Thinking about building in 2021... here's what you need to know!

Thinking about building in 2021? It’s so important to get the right loan, as you don’t want to get caught with the wrong lender for your next building project.

If your 2021 goal is to build a new house, it is important to ensure you find the right lender for your project. Every lender has different policies for construction lending which can have a big impact on your final mortgage amount and structure, as well as your ability to build the home you want. So, how do you make sure you find the right one? This is where we can help!

Let's take a look at how various bank's constructions policies vary and how it can impact you.

Lending rules and your deposit. 

Firstly, new builds are exempt from the Reserve Banks (RBNZ) Loan to Value (LVR) restrictions, and are likely to continue to remain exempt after the LVR changes come into place in March 2021. LVR’s impact the size of the deposit you need. This exemption includes purchase types such as land and build packages, buying off the plans and turn-key purchases.

Lenders however, still have their own internal lending policies to adhere to.  These policies differ between banks and impact how they will access your lending and the size of the deposit you need for an investment property or your own home. Some lenders are not allowing the exemptions from RBNZ to apply which means a larger deposit is needed, especially for investment property lending.

For an owner occupier there are lenders who only require a 5% deposit under Kainga Ora government guaranteed lending, however others will require a minimum 10%, and ideally 20% or more, depending on the borrowers circumstances and desired building process.

For example, if you plan to build the house yourself or use a labour only contract with a builder, your lender will most likely require a bigger deposit, along with the number of other conditions to be met. These conditions and deposit requirements can vary significantly between lenders for these types of builds due to the higher risks and complexities, so it pays to look carefully at your options here. 


All banks require a registered valuation of the “as completed value” prior to the build starting, based on the build contract and specifications. Some banks and lenders also require further valuations during the build, where others don’t - which could save you money. 

Some banks will also calculate your LVR using the registered valuation instead of using the cost to complete. This can add up to a stronger equity position for lending purposes, save you money on low equity margins/fees and put you in a stronger borrowing position. 

Fixed price contracts 

Lenders have different requirements for what must be included in a fixed price contract. This is influenced by the LVR for the lending. 

Some lenders require everything to be included - down to the letter box - while others offer more flexibility.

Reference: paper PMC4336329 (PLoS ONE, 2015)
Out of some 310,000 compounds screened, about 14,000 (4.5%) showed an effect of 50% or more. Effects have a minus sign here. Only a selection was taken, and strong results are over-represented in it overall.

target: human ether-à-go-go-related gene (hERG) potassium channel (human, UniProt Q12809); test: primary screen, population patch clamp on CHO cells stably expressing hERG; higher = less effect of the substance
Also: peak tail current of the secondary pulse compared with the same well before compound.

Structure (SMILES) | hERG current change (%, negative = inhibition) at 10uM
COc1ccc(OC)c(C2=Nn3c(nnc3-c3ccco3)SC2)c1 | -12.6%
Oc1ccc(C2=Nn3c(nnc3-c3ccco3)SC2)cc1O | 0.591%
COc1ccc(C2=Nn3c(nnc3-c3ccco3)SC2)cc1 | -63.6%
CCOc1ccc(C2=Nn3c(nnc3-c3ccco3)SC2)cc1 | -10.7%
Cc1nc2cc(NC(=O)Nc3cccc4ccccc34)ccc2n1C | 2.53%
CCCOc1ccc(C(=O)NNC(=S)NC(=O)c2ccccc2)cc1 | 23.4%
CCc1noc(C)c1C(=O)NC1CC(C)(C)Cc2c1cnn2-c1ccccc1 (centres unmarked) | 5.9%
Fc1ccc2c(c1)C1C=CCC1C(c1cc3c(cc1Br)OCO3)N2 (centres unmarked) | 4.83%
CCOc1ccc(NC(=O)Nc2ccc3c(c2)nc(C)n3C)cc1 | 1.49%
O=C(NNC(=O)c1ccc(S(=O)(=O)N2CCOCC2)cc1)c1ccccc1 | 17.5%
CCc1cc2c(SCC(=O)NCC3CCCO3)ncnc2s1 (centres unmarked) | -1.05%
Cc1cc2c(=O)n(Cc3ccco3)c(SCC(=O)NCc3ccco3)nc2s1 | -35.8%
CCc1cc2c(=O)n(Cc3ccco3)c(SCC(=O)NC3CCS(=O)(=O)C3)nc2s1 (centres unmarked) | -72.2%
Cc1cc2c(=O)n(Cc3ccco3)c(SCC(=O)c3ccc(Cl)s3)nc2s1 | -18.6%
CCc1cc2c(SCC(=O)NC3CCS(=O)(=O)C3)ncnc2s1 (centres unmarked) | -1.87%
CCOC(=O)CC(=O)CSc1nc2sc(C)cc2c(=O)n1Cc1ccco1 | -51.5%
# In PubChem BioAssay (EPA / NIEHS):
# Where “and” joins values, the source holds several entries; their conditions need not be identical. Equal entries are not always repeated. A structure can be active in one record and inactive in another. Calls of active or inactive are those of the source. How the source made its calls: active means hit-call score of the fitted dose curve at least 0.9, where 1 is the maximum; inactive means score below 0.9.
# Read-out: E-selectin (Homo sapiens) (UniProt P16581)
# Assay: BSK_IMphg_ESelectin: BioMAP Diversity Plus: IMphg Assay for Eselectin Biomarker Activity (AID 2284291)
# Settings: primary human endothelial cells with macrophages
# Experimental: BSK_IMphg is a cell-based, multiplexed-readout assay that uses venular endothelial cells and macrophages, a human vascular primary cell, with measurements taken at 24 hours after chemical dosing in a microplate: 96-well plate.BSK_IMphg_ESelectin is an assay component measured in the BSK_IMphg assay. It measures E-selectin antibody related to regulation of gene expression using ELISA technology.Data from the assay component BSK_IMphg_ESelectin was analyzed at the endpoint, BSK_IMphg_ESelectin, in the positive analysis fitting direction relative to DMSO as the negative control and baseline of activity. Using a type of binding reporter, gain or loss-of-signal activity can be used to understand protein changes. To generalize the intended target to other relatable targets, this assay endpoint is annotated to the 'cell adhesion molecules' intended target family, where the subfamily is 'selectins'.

If you are buying with less than 20% deposit then there are also significant variations around requirements relating to provisional costs between lenders. This is where you and the builder choose to fix parts of the contract, and provide provisional costings for  elements of the works that are not yet defined in enough detail for tenderers to accurately price, which can vary the final cost when the job is completed. This can create challenges and it's key to get a clear alignment between the builder and the lender before you start. 


Lenders also have different provisions to accommodate cost overruns, which can be common when building. Depending on the lender and the type of new build you are looking at, this could mean a very minor difference, or in some cases require up to 20% contingency. 

So on a $400,000 fixed price contract, you might be assessed on $480,000 by your bank, which could affect the amount you are able to borrow or your interest rate. 

Managing the process 

Finding the right loan is only part of the process. With some construction loans there are varying requirements along the way which are not always managed fully by your lender. 

It is important to be aware that an approval for land and build is up to 90 days with most lenders, and needs to be maintained and updated accordingly if the time frame changes.

Often your lender will expect you to be on top of this however at Loan Market we manage this for our customers, along with ensuring you meet any other outstanding conditions, so you are not caught short when it’s time to draw down, and your build can get underway on time. 

These are just some of the differences between the banks when it comes to construction loans.

So while there are lots of benefits to building new, the process in relation to lending is more complex than buying an existing home. Don’t panic through! At Loan Market we work with you throughout the process - from application, to build, to completion and beyond.